Dungeon Mastery-Romps

Several months ago at a conference, Robert Defendi, maker of Echoes of Heaven, introduced me to the idea of “romps” in table top RPG modules and games. I’m not sure if this is a new idea, but it was new to me and a recent experience made me decide it was definitely worth sharing.

The concept of a romp is to give the players a scenario, usually an encounter, where they can win pretty easily and feel awesome doing it. This has a number of positive effects when used properly and is really important to the pacing of the game or module.

Let me give an example of how a romp recently worked its magic on me, but in a video game. I finally got around to playing the original Bioshock, a game that’s done a good job with the pacing and forcing good resource management. The romp I experienced in Bioshock came when you get the shotgun. After a couple hours of carefully preserving bullets, health, and energy, you grab this weapon and you already have a ton of ammo for it. It is automatically equipped and suddenly your being swarmed by enemies with melee weapons, the ideal target for a shotgun, all in close quarters. Despite being the most enemies you’ve met at once to that point, the fight is pretty easy and I walked away thinking, “I love the shotgun.”

Now, in fights later the shotgun isn’t nearly as useful fighting ranged enemies in open spaces, but in that moment, you feel more powerful than you’ve felt the whole game. Looking back, there was another moment like this when you get the Incinerate plasmid and get swarmed by enemies on top of an oil spill. For a moment you feel overwhelmed, but then you win, and it feels powerful.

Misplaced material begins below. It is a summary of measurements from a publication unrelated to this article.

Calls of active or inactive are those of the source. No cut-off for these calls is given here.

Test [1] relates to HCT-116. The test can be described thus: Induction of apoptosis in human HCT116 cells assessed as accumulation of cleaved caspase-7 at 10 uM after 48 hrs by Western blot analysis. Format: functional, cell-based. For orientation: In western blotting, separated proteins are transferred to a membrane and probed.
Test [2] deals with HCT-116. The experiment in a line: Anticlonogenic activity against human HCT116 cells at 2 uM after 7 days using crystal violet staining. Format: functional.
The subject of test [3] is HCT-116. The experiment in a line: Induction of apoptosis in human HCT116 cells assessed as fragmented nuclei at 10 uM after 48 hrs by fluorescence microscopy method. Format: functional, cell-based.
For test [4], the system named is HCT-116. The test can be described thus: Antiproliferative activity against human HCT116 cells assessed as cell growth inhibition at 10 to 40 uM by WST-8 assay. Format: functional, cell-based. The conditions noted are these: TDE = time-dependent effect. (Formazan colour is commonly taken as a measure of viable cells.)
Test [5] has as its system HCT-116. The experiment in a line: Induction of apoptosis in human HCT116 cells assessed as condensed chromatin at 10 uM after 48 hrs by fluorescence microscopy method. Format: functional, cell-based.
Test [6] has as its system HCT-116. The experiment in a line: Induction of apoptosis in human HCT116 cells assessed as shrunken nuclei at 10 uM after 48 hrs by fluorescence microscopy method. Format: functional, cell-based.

So on to the meat of the issue: why use romps?

First, they help the player fall in love with their character and invest more of himself in it. After a romp where his character looks like a real hero, the player cares more about the character’s success and survival, so when more challenging fights come later, the tension is very real.

Second, they teach players how to use new skills. Just like Bioshock threw romps at me to show me how to use new weapons, a romp after a level gain or after finding a magical artifact or a new ally can give them a chance to appreciate the new stuff.

Third, they help manage the interest curve. By throwing in a romp between really rigorous challenges, you bring the tension back down and avoid having to perpetually escalate things in order to keep player interest.

Romps are so important that Robert Defendi said that if an intended romp turns into more of a challenge due to either DM or player error, it is vital to put another romp in soon, to make sure they get the romp. These benefits of a romp are not achieved if it goes south and becomes a challenge. In that case the only benefit was a scenario forgiving of mistakes.

So, try putting a romp in your next session and pay close attention. How does it affect players’ attitudes and interest? Let us know how it works out.

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